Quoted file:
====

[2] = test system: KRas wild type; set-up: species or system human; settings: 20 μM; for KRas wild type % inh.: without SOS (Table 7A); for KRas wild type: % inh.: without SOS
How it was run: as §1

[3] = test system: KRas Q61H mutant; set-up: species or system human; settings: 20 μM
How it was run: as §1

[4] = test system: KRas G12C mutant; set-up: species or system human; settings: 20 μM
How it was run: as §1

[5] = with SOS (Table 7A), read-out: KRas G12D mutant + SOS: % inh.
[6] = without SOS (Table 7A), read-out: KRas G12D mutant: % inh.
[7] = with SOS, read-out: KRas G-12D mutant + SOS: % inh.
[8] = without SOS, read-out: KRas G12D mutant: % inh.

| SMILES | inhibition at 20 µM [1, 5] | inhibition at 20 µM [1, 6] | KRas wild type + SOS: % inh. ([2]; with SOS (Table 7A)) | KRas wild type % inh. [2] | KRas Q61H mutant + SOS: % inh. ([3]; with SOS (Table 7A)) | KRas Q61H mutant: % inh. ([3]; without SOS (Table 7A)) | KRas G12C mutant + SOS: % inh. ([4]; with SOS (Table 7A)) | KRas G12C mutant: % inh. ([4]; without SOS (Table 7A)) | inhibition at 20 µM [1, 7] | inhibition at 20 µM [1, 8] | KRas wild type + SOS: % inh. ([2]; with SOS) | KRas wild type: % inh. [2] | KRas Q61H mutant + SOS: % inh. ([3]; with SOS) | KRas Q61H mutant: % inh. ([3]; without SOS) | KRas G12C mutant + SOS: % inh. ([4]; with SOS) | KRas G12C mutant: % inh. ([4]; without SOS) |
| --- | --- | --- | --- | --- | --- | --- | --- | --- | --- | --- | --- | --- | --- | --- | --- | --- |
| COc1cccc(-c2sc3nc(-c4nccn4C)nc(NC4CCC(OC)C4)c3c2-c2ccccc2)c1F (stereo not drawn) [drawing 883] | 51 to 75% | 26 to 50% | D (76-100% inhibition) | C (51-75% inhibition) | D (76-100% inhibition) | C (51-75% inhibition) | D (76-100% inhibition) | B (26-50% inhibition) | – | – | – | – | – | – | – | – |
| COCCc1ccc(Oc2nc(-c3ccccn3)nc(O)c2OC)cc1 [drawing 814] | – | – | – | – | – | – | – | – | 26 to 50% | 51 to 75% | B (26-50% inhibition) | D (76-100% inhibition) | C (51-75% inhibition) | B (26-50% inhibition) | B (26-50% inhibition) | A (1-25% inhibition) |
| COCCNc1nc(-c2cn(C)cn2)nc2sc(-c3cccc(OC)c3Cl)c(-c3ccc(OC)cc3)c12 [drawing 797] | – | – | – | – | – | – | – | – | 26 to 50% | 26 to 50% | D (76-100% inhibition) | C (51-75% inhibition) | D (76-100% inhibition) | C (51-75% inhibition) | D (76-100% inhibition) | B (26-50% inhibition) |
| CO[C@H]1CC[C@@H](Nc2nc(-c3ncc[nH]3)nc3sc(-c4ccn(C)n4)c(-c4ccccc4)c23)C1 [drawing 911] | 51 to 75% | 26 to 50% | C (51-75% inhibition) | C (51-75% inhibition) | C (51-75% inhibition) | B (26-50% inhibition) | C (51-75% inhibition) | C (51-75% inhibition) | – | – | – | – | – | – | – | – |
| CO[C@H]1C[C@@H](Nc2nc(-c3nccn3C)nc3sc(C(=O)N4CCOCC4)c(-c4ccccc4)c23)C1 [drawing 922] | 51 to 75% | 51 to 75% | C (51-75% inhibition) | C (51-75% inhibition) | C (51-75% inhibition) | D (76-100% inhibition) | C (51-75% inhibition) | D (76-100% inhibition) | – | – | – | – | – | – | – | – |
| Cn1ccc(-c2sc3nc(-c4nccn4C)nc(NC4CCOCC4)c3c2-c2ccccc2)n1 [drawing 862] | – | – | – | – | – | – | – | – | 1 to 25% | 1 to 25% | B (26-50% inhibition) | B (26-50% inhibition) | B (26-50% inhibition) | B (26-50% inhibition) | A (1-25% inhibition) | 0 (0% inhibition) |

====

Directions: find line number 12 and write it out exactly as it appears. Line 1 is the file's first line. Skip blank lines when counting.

| --- | --- | --- | --- | --- | --- | --- | --- | --- | --- | --- | --- | --- | --- | --- | --- | --- |